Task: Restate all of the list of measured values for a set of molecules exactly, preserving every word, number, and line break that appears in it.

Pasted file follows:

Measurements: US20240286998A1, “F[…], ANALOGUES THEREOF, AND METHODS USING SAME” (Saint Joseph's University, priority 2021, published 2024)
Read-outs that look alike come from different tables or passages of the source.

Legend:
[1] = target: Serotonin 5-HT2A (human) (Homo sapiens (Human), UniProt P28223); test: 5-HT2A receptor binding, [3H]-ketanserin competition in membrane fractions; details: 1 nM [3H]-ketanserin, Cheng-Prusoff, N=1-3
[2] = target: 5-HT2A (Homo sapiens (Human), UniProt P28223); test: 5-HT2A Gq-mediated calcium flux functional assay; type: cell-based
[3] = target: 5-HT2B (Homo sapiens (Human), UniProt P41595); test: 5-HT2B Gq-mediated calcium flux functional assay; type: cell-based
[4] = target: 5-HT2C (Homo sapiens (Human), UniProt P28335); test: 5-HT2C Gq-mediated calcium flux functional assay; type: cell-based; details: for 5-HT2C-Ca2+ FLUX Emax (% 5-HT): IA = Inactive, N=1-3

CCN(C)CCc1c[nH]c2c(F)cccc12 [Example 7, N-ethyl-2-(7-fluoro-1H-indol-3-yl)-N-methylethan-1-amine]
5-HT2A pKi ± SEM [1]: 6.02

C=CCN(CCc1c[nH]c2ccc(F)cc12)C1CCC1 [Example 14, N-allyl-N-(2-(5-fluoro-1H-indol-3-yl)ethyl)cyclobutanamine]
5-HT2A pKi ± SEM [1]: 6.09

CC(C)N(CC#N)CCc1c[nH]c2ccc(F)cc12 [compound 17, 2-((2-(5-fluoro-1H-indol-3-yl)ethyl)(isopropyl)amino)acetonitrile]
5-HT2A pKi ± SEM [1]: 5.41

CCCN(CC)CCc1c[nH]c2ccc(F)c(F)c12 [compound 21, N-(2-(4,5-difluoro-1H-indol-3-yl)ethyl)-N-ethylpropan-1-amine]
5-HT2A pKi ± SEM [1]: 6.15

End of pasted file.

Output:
Measurements: US20240286998A1, “F[…], ANALOGUES THEREOF, AND METHODS USING SAME” (Saint Joseph's University, priority 2021, published 2024)
Read-outs that look alike come from different tables or passages of the source.

Legend:
[1] = target: Serotonin 5-HT2A (human) (Homo sapiens (Human), UniProt P28223); test: 5-HT2A receptor binding, [3H]-ketanserin competition in membrane fractions; details: 1 nM [3H]-ketanserin, Cheng-Prusoff, N=1-3
[2] = target: 5-HT2A (Homo sapiens (Human), UniProt P28223); test: 5-HT2A Gq-mediated calcium flux functional assay; type: cell-based
[3] = target: 5-HT2B (Homo sapiens (Human), UniProt P41595); test: 5-HT2B Gq-mediated calcium flux functional assay; type: cell-based
[4] = target: 5-HT2C (Homo sapiens (Human), UniProt P28335); test: 5-HT2C Gq-mediated calcium flux functional assay; type: cell-based; details: for 5-HT2C-Ca2+ FLUX Emax (% 5-HT): IA = Inactive, N=1-3

CCN(C)CCc1c[nH]c2c(F)cccc12 [Example 7, N-ethyl-2-(7-fluoro-1H-indol-3-yl)-N-methylethan-1-amine]
5-HT2A pKi ± SEM [1]: 6.02

C=CCN(CCc1c[nH]c2ccc(F)cc12)C1CCC1 [Example 14, N-allyl-N-(2-(5-fluoro-1H-indol-3-yl)ethyl)cyclobutanamine]
5-HT2A pKi ± SEM [1]: 6.09

CC(C)N(CC#N)CCc1c[nH]c2ccc(F)cc12 [compound 17, 2-((2-(5-fluoro-1H-indol-3-yl)ethyl)(isopropyl)amino)acetonitrile]
5-HT2A pKi ± SEM [1]: 5.41

CCCN(CC)CCc1c[nH]c2ccc(F)c(F)c12 [compound 21, N-(2-(4,5-difluoro-1H-indol-3-yl)ethyl)-N-ethylpropan-1-amine]
5-HT2A pKi ± SEM [1]: 6.15